Google in major bid for Eastern US wind power

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Investors led by technology giant Google on Tuesday announced a five billion-dollar project to power the US East Coast with wind from the Atlantic Ocean, in an ambitious bid to spur alternative energy.

The project would set up offshore wind turbines and a new transmission grid stretching 350 miles (565 kilometers) from New Jersey to Virginia, the most densely populated part of the United States which suffered blackouts in 2003.

Google, the Internet search giant whose interests now run the gamut from broadband to robotic cars, said it would provide 37.5 percent of the initial funding.

Rick Needham, director of green business operations and strategy at Google, described the project as a new "superhighway" for alternative energy, creating jobs and eventually providing enough power to serve 1.9 million households.

"We're willing to take calculated risks on large-scale projects that can move an industry. Indeed, that is what's made our company so successful to date," Needham told a news conference in Washington.

The companies said they hoped to begin work on the project, called the Atlantic Wind Connection, in early 2013 and complete it by 2020, subject to government approval. Needham said Google was open to further investment later.

Bob Mitchell, the chief executive of Trans-Elect, the private electric transmission company leading construction of the project, estimated total costs of five billion dollars.

Good Energies, a company which invests in green energy, is also investing 37.5 percent in the project, while Japanese trading house Marubeni has a 15 percent stake.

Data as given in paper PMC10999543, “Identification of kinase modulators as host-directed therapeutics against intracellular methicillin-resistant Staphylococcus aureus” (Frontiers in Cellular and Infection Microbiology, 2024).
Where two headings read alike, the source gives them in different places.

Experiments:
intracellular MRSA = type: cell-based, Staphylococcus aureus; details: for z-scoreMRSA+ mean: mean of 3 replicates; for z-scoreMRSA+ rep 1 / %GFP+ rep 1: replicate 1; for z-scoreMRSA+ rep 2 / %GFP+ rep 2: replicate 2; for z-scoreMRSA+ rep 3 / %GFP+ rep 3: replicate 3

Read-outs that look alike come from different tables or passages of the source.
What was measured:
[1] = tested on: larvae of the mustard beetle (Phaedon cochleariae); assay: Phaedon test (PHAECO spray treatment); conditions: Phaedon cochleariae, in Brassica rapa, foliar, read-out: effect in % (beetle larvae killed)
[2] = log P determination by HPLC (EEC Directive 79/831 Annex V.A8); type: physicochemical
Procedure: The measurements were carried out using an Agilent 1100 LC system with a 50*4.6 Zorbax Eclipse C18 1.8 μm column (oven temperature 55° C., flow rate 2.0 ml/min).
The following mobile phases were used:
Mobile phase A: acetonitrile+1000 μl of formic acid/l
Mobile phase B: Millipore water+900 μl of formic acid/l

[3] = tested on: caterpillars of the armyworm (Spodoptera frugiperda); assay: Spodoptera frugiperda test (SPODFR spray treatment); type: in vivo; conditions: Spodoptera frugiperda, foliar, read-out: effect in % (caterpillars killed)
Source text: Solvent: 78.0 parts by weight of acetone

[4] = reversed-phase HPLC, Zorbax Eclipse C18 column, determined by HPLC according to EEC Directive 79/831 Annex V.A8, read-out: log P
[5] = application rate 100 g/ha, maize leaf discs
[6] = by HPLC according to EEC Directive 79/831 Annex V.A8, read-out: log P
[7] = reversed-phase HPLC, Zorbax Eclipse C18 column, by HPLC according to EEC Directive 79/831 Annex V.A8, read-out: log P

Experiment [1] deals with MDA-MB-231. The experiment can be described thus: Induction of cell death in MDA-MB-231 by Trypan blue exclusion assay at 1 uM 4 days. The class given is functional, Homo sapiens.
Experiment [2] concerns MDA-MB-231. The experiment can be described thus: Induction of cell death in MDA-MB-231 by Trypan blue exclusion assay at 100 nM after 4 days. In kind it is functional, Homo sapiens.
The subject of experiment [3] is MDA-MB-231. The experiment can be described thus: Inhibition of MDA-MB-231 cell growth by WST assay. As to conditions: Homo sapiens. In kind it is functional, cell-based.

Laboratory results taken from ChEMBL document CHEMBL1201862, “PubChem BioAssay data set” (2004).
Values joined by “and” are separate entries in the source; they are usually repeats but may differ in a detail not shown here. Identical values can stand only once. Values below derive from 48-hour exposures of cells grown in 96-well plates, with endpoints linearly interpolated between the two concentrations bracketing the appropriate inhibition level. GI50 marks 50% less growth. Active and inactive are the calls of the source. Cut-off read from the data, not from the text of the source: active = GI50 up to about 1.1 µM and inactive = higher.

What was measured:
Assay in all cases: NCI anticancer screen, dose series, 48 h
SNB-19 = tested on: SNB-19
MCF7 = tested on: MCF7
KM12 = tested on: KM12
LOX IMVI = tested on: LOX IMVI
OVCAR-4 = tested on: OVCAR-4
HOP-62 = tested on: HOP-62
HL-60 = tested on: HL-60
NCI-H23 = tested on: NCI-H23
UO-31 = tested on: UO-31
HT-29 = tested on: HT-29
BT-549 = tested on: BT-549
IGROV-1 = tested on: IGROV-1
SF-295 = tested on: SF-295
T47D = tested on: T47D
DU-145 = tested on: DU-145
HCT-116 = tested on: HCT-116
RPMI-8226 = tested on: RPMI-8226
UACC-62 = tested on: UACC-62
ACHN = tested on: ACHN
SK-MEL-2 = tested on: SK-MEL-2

John Breckenridge, an executive at Good Energies, described the Atlantic Wind Connection as landmark in its ambition, hoping that it would succeed in "fixing a lot of what's been done wrong" in renewable energy.

"Renewables have been deployed in a very haphazard manner around the world, where you've installed solar farms, wind farms, without looking at the whole," Breckenridge told the news conference.

"This project enables us to do this in a planned way that will optimize this and really create the basis for the kind of energy infrastructure that we as a country and really as a world need to evolve to," he said.

Investors said they would not seek government funding. The US Congress has soured on efforts to battle climate change, with legislation to impose restrictions on carbon emissions all but dead in the Senate.

With elections approaching, President Barack Obama's administration on Tuesday ended a ban on deepwater drilling in the Gulf of Mexico which was imposed after the BP oil spill in April.

But the administration has also backed alternative energy. Interior Secretary Ken Salazar last week approved the first US offshore wind farm near Massachusetts and pledged to speed up approval for future projects.

The United States is already the world leader in wind energy in the raw amount of energy production, according to an industry study last year. But wind farms are concentrated in sparsely populated states in the Western plains.

Offshore projects have encountered opposition due to residents who find them an eyesore and environmentalists who fear they will harm animals, particularly migratory birds.

Mitchell voiced confidence that the Atlantic Wind Connection would not face significant opposition as the farms will be at least 10 miles (16 kilometers) from the coast, meaning they would be only partially visible on a clear day.

But Mitchell admitted that the grid may transport a "relatively small percentage" of energy from coal, which is loathed by environmentalists as one of the dirtiest forms of energy.

Despite rising US production, European nations lead the world in wind's share of total energy production, with Denmark topping the world at 20 percent.

With the right incentives, wind power could meet one-fifth of the entire world's electricity demand within 20 years, environmentalists Greenpeace and an industry group said in a report released Tuesday in China.

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